Anti- Esophageal Cancer Active Immunity Induced by FasL/B7-1 Genes Modified Tumor Cells
Dept. of Cardio-Thoracic Surg., First Affiliated Hosp. of Suzhou Univ., SuzhouDOI: 10.1109/ICBBE.2008.103 Conference: Bioinformatics and Biomedical Engineering, 2008. ICBBE 2008. The 2nd International Conference on
Source: IEEE Xplore
To study the activation of CTLs against esophageal cancer cells induced by FasL/B7-1 (FB-11)genes modified tumor cells, and to explore whether co-expression of FasL and B7-1 in Eca-109 tumor cells could initiate an synergistic antitumor effect. FasL and B7-1 genes were transfected into human Eca-109 Eca-109 cancer cells with adenovirus vectors. The positive clones were selected by G418. FasL and B7-1 were detected by Flow cytometry and RT-PCR . The abdominal infiltrating lymphocytes and sensitized spleen cells were obtained from the mice who were immunized with Eca-109/FB-11 or wild type Eca-109 cells intraperitoneally, and the cytotoxicity of these CTLs against tumor cells was determined by MTT assay. Flow cytometry and RT-PCR showed that FasL and B7-1 were highly expressed. FasL+/B7-1+ Eca-109 cells (Eca-109/FB-11) were inoculated subcutaneously in the dorsal skin of C57BL/6 mice and then they decreased their tumorigenicity greatly (z=2.15-46.10, p<0.01). The Eca-109/FB-11 cell-sensitized mice obtained the protective immune activity against the rechallenge of wild type Eca-109 cells (z=2.06-44.30, p<0.05). It was showed that the cytotoxicity of CTLs induced by Eca-109/FB-11 cells against Eca-109 was significantly higher than that of CTLs activated by wild-type Eca-109 cells (84.1plusmn2.4% vs 30.5plusmn2.3%, p<0.05). The results suggest that the FasL and B7-1 can effectively promote the activity of CTLs against esophageal cancer cells.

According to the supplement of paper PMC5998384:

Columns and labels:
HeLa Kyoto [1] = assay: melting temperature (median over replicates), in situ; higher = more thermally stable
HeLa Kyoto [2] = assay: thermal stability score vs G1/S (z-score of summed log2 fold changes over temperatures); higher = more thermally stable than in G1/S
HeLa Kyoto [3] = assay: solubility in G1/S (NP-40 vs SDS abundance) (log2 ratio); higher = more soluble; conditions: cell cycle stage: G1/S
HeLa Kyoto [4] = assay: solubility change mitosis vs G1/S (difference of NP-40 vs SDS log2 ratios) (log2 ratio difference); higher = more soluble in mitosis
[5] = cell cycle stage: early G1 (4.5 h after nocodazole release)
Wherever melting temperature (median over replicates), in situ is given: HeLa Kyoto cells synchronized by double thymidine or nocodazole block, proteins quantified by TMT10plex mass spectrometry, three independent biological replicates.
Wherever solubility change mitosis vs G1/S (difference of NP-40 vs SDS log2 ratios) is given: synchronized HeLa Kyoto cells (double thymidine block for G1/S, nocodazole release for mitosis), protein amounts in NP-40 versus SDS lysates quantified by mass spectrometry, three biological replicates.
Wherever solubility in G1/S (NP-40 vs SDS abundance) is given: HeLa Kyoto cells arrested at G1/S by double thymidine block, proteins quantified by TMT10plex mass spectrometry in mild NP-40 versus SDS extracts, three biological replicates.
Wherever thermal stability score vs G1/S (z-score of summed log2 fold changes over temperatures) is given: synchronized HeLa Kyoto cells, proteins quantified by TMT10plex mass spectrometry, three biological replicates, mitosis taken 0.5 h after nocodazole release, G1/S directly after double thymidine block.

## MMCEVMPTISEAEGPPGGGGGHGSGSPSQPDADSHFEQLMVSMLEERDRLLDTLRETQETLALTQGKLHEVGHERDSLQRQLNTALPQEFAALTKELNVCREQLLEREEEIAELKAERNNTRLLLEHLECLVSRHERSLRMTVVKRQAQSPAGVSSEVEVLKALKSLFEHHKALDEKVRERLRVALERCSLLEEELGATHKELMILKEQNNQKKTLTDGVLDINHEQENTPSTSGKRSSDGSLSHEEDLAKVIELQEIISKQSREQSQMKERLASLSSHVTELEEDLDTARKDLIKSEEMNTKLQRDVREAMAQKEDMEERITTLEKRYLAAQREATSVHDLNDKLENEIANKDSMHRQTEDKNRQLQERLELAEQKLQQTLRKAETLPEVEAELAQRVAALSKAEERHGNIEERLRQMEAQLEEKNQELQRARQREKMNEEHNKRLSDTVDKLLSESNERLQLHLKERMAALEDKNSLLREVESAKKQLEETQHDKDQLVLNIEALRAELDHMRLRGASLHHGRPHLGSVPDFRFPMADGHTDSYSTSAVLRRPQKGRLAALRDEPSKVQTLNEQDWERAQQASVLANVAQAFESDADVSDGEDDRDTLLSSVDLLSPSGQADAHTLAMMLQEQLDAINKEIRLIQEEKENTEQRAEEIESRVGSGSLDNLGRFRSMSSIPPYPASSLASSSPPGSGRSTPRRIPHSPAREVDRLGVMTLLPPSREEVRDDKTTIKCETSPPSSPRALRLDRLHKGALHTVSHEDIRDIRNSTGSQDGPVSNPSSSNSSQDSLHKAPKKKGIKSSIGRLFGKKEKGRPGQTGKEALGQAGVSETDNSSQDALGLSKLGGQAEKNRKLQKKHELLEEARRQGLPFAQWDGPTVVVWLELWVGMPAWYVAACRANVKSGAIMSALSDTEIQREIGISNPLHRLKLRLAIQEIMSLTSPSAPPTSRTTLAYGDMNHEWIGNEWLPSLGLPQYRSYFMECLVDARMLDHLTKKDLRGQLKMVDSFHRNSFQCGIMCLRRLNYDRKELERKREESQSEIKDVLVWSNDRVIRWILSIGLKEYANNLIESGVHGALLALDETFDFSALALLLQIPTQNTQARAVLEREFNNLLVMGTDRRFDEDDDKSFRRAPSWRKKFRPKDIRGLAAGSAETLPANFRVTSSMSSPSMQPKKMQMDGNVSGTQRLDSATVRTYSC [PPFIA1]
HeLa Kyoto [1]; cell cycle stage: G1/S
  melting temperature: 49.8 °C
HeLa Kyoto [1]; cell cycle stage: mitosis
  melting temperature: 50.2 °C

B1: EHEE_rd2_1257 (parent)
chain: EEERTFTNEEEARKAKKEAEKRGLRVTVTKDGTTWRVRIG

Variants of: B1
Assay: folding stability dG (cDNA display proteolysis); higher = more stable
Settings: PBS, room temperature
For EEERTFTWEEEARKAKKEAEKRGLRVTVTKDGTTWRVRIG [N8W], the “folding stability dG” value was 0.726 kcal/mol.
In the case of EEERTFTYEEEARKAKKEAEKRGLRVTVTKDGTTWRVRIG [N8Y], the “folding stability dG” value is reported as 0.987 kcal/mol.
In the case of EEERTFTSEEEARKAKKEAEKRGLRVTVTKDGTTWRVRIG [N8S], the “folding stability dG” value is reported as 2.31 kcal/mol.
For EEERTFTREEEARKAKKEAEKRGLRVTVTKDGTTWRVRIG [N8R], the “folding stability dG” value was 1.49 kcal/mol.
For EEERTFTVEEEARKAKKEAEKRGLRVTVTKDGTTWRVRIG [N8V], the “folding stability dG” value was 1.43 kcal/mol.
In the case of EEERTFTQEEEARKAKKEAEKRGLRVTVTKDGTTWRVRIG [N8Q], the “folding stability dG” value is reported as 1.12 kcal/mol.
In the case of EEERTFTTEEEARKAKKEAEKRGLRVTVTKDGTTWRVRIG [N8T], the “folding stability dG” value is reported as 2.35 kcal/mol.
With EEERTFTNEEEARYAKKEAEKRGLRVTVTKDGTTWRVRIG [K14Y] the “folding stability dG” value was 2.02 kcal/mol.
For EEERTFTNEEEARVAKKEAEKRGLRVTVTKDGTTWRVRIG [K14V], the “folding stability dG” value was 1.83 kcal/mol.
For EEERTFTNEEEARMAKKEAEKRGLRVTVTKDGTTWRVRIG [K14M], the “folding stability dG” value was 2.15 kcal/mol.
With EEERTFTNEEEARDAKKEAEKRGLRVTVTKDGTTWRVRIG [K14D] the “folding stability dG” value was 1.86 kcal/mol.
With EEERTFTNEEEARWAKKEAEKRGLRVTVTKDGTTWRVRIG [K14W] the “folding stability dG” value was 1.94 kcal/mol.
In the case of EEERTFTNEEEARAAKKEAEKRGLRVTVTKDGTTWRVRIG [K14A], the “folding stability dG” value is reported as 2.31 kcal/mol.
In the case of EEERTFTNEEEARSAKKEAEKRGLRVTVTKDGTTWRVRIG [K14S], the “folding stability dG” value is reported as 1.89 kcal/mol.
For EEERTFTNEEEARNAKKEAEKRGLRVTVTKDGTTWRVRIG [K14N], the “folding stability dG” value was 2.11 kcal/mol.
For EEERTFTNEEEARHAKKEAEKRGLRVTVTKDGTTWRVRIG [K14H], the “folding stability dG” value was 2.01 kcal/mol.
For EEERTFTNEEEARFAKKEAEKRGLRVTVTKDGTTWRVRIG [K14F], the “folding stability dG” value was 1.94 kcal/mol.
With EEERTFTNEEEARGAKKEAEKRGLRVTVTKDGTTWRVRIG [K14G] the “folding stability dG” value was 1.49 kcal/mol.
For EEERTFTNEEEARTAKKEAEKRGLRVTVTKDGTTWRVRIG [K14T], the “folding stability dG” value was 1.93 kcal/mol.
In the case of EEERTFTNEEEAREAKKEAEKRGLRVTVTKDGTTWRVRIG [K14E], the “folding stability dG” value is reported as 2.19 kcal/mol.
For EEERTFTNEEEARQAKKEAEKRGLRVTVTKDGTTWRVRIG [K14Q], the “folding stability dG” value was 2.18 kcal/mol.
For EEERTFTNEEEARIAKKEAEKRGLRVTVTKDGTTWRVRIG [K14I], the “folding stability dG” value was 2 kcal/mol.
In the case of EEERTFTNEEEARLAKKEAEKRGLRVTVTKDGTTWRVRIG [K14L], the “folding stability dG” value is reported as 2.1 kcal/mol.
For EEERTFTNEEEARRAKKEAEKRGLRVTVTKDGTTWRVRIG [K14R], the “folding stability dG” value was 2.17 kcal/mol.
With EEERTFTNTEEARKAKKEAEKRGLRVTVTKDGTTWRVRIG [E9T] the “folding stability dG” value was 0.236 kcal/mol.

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ABSTRACT: To further investigate the immunological mechanisms involved in Takayasu’s arteritis, we analyzed the T-cell receptor (TCR) Vγ and Vδ gene usage by infiltrating γδ T-cells and the expression of costimulatory molecules B7-1, B7-2, CD40, CD27 ligand (CD27L), CD30L, OX40L in the arterial tissue of a patient with Takayasu’s arteritis. We found that the repertoires of TCR Vγ as well as Vδ gene transcripts of the infiltrating cells were restricted as compared with those of peripheral blood lymphocytes from a patient with Takayasu’s arteritis. This strongly suggests that γδ T-cells as well as αβ T-cells, as we previously reported, were specifically involved in the pathogenesis of Takayasu’s arteritis. We also found that B7-1, B7-2, CD40, CD27L, CD30L, and OX40L were expressed in the arterial tissue, suggesting the roles for these costimulatory molecules in T-cell-mediated vascular injury in Takayasu’s arteritis. Our findings strongly support the involvement of T-cell-mediated immunological mechanisms in the pathogenesis of Takayasu’s arteritis.International Journal of Cardiology 08/2000; 75. DOI:10.1016/S0167-5273(00)00194-7 · 4.04 Impact Factor